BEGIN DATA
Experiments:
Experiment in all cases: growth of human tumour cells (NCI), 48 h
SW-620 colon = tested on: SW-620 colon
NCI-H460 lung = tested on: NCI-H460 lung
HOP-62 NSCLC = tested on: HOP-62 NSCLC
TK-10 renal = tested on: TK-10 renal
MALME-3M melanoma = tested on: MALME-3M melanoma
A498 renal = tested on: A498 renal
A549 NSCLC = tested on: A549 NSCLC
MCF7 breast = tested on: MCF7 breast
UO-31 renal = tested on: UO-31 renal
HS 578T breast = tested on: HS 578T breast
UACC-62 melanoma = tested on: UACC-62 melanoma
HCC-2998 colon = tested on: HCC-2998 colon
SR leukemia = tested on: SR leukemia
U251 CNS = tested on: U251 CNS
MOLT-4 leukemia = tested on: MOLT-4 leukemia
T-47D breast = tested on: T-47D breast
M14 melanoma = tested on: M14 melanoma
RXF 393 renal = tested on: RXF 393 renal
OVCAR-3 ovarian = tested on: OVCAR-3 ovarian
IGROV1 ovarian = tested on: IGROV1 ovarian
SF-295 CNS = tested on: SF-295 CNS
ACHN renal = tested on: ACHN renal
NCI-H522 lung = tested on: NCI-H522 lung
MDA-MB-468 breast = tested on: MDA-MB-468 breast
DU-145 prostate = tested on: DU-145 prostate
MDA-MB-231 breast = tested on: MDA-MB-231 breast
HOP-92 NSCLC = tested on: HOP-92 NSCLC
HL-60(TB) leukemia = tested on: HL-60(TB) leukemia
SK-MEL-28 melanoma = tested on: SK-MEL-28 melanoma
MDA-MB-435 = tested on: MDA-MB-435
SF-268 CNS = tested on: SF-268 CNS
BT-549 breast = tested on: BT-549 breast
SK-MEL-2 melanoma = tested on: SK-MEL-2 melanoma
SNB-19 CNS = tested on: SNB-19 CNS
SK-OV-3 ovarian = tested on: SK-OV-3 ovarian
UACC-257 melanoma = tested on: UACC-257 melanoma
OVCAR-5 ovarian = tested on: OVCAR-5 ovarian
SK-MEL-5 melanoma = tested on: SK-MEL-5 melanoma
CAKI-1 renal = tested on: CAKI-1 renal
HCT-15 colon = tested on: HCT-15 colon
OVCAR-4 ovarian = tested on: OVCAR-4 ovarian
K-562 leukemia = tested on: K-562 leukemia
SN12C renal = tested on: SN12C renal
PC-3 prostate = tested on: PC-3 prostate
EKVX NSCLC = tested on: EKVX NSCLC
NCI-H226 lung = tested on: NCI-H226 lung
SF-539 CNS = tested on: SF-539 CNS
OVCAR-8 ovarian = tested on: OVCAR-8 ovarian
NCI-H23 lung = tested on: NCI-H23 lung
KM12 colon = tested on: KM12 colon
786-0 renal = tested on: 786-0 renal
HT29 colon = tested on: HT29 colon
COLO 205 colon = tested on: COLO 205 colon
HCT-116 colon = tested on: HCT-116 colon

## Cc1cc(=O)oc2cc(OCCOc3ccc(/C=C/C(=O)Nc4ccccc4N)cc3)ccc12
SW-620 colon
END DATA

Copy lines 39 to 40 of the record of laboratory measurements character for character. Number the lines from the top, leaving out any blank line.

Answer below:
OVCAR-5 ovarian = tested on: OVCAR-5 ovarian
SK-MEL-5 melanoma = tested on: SK-MEL-5 melanoma